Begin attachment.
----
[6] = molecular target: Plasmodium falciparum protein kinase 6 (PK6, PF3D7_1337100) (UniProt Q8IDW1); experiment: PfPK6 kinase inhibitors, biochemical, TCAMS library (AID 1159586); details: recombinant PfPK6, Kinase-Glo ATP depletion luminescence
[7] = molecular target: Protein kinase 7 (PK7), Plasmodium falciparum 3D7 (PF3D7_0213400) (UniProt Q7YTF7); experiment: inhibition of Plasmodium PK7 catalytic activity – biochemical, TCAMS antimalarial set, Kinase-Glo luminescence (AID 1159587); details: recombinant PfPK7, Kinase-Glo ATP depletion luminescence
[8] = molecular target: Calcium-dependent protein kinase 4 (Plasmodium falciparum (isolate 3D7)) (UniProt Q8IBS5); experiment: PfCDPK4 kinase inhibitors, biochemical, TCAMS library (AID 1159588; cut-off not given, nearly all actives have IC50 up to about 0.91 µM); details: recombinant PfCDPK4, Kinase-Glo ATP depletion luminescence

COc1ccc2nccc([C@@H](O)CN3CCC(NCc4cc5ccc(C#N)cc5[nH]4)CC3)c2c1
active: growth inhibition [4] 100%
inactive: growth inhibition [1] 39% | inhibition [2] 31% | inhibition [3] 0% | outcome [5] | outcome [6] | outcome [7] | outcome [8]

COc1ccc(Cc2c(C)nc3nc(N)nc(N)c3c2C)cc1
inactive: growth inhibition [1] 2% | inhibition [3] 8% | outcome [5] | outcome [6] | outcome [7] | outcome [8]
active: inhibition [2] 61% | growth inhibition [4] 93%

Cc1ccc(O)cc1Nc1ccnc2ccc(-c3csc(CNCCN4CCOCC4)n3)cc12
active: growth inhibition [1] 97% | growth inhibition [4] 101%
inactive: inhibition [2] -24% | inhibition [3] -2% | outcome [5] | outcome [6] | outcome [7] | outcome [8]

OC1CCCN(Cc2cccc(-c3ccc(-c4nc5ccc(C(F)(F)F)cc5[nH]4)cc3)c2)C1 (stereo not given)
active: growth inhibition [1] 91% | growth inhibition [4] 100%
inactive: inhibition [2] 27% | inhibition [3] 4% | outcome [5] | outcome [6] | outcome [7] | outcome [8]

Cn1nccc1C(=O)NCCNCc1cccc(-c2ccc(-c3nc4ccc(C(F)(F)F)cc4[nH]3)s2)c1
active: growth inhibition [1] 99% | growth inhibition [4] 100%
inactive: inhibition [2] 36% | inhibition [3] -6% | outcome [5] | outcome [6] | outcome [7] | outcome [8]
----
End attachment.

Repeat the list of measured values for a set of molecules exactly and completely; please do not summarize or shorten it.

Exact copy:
[6] = molecular target: Plasmodium falciparum protein kinase 6 (PK6, PF3D7_1337100) (UniProt Q8IDW1); experiment: PfPK6 kinase inhibitors, biochemical, TCAMS library (AID 1159586); details: recombinant PfPK6, Kinase-Glo ATP depletion luminescence
[7] = molecular target: Protein kinase 7 (PK7), Plasmodium falciparum 3D7 (PF3D7_0213400) (UniProt Q7YTF7); experiment: inhibition of Plasmodium PK7 catalytic activity – biochemical, TCAMS antimalarial set, Kinase-Glo luminescence (AID 1159587); details: recombinant PfPK7, Kinase-Glo ATP depletion luminescence
[8] = molecular target: Calcium-dependent protein kinase 4 (Plasmodium falciparum (isolate 3D7)) (UniProt Q8IBS5); experiment: PfCDPK4 kinase inhibitors, biochemical, TCAMS library (AID 1159588; cut-off not given, nearly all actives have IC50 up to about 0.91 µM); details: recombinant PfCDPK4, Kinase-Glo ATP depletion luminescence

COc1ccc2nccc([C@@H](O)CN3CCC(NCc4cc5ccc(C#N)cc5[nH]4)CC3)c2c1
active: growth inhibition [4] 100%
inactive: growth inhibition [1] 39% | inhibition [2] 31% | inhibition [3] 0% | outcome [5] | outcome [6] | outcome [7] | outcome [8]

COc1ccc(Cc2c(C)nc3nc(N)nc(N)c3c2C)cc1
inactive: growth inhibition [1] 2% | inhibition [3] 8% | outcome [5] | outcome [6] | outcome [7] | outcome [8]
active: inhibition [2] 61% | growth inhibition [4] 93%

Cc1ccc(O)cc1Nc1ccnc2ccc(-c3csc(CNCCN4CCOCC4)n3)cc12
active: growth inhibition [1] 97% | growth inhibition [4] 101%
inactive: inhibition [2] -24% | inhibition [3] -2% | outcome [5] | outcome [6] | outcome [7] | outcome [8]

OC1CCCN(Cc2cccc(-c3ccc(-c4nc5ccc(C(F)(F)F)cc5[nH]4)cc3)c2)C1 (stereo not given)
active: growth inhibition [1] 91% | growth inhibition [4] 100%
inactive: inhibition [2] 27% | inhibition [3] 4% | outcome [5] | outcome [6] | outcome [7] | outcome [8]

Cn1nccc1C(=O)NCCNCc1cccc(-c2ccc(-c3nc4ccc(C(F)(F)F)cc4[nH]3)s2)c1
active: growth inhibition [1] 99% | growth inhibition [4] 100%
inactive: inhibition [2] 36% | inhibition [3] -6% | outcome [5] | outcome [6] | outcome [7] | outcome [8]